Police and Special Forces also face increasingly threatening or violent situations. Aramid fibres provide protection, not only against heat and flame but also against bullets, slashing and stabbing.

In short, aramid fibres provide the key benefits of inherent flame resistance, superior heat insulation, dimensional stability, no burning, melting or adherence to human skin and are strong, light, durable and comfortable.  


Key Determinants for Blended Fabrics

  • A blend is a fabric or yarn made up of more than one type of fibre. Blending is the combining or mixing of different fibres to achieve a desired characteristic. Blending can influence performance, colouring, strength, softness, moisture absorbency, ease of washing, resistance to wrinkling, ease of spinning and cost.

  • Blending achieves - 

    • Improvement in the quality of a fabric for meeting specific end use requirements such as performance, comfort or ease of care that would not otherwise be available in single fibres.

    • Improvement in the texture, hand or feel and appearance of the fabric.

  • When assessing PPC programs there must be a clear understanding of each fibre's characteristics, properties, advantages and disadvantages.

  • The traditional methods of manufacturing fabrics are weaving, knitting and braiding. Nonwoven fabrics are made by bonding or interlocking fibres or filaments by mechanical, thermal, chemical or solvent means.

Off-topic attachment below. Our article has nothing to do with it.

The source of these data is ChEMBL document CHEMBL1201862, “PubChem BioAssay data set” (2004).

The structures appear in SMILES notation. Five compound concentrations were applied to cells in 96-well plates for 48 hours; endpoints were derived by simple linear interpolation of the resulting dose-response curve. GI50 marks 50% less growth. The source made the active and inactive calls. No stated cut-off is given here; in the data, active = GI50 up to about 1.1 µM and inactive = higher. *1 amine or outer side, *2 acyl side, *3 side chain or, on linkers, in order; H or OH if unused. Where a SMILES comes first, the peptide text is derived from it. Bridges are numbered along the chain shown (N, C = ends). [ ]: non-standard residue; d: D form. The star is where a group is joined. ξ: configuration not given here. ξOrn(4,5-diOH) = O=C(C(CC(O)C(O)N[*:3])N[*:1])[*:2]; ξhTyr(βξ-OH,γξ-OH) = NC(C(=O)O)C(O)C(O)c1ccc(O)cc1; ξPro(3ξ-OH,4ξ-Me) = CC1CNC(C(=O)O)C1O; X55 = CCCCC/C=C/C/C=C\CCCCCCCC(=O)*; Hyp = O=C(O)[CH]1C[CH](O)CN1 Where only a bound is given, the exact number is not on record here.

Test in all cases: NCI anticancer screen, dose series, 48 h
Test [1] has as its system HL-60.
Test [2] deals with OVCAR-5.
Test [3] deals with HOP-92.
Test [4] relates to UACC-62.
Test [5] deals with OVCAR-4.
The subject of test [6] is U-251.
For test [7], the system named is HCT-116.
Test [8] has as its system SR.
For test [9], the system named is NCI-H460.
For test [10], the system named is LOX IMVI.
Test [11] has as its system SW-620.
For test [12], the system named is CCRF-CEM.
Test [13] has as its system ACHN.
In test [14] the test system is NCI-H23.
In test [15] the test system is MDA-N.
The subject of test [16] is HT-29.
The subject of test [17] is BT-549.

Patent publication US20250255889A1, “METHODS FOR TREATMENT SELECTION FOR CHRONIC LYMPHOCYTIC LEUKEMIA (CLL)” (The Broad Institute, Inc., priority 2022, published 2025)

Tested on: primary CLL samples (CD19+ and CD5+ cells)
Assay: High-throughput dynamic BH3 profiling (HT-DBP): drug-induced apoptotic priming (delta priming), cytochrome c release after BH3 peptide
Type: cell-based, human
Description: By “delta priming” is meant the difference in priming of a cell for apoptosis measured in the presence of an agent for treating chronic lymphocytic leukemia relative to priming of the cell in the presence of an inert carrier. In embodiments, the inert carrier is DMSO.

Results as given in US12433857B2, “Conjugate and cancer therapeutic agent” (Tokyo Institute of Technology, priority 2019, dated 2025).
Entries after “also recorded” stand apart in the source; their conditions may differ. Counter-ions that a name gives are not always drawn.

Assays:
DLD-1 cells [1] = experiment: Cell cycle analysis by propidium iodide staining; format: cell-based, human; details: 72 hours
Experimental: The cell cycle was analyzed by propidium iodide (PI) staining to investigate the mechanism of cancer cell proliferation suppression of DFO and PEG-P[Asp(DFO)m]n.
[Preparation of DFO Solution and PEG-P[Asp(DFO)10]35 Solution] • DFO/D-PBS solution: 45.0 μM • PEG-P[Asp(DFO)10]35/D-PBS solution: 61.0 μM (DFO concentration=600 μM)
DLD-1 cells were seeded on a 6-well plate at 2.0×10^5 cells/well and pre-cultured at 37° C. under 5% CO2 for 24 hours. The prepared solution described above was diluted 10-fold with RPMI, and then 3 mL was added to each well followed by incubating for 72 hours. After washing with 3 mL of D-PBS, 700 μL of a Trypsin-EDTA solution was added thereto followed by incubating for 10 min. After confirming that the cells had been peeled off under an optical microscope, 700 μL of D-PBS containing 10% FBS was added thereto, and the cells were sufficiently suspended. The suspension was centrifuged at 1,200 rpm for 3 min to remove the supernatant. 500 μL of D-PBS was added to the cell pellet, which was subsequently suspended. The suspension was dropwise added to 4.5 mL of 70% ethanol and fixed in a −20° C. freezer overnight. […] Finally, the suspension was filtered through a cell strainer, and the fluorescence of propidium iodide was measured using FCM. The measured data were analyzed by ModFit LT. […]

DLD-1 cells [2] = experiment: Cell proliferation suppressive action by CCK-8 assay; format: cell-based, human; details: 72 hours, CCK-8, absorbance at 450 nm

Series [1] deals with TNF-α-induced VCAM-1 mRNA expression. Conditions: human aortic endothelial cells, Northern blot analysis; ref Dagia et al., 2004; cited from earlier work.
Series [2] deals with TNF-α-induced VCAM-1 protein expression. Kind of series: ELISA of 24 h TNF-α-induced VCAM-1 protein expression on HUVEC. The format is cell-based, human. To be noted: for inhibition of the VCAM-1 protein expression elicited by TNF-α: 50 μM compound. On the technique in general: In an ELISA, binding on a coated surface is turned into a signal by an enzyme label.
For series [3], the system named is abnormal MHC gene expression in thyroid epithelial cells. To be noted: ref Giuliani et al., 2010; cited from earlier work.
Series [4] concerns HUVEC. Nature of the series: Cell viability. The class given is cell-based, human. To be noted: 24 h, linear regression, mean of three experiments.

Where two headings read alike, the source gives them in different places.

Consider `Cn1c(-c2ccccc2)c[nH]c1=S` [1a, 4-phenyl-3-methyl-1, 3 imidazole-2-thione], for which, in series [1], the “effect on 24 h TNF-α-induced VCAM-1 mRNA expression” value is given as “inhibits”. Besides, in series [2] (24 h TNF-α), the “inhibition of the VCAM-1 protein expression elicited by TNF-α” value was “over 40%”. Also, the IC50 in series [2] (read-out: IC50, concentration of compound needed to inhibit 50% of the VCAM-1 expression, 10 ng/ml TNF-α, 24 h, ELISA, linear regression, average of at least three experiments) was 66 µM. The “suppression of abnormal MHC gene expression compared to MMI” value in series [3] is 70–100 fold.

• The individual yet combined properties of the blend and finished weight of the fabric will determine a specific end use, for example, the fabric’s ability to shed hot metal, the arc tested ATPV rating, the level of flash fire compliance and other types of protection, such as for welding and cutting and resistance to chemical splash/penetration.

  • Care programs must be instituted to ensure that optimum levels of protection are correctly maintained. Correct care procedures must be strictly adhered to since the thermal protective properties of any FR fabric can be compromised by the presence of contaminants on the fabric. Care and maintenance procedures should be based on the requirements of the fabric’s most sophisticated fibre.

To widen the specification of high-performance FR fabrics, principal or lead fibres such as Nomex®, FR Cotton, Kermel® and Kanecaron/Protex®, are often blended with one or a number of other high-performance fibres such as:

  • Anti-static - for electrostatic dissipation.

  • Aramid - for increased strength.

  • Kevlar® - for increased reinforcement.

  • Lycra® - for shape retention and comfort.

  • Lyocell - for high absorbency and heat capacity and softness to hand.

  • Nylon - for increased abrasion resistance.

  • Viloft® - for additional thermal properties.

  • Viscose® - for uniformity in dyeing.

  • Wool - for increased durability.

Some of the world's leading and technically blended FR apparel fabrics, used in the construction of the ArcFlashWear premium range, include:

  • E. I. du Pont de Nemours and Company (USA) - Nomex® blends, Nomex® IIIA, Nomex® MHP and DuPont™ Omega™ FR Hi Vis.

  • Bruck Textiles (Australia) - PR97™.

  • Kermel® (France) - Kermel® V50 and Kermel® V70.

  • Kaneka Corporation (Japan) - Kanecaron Modacrylic/Protex®.

  • Polartec® LLC (USA) - Polartec® FR Fleeces.

  • Westex® by Milliken (USA) - UltraSoft®, UltraSoft® AC and UltraSoft® and TrueComfort™ knits.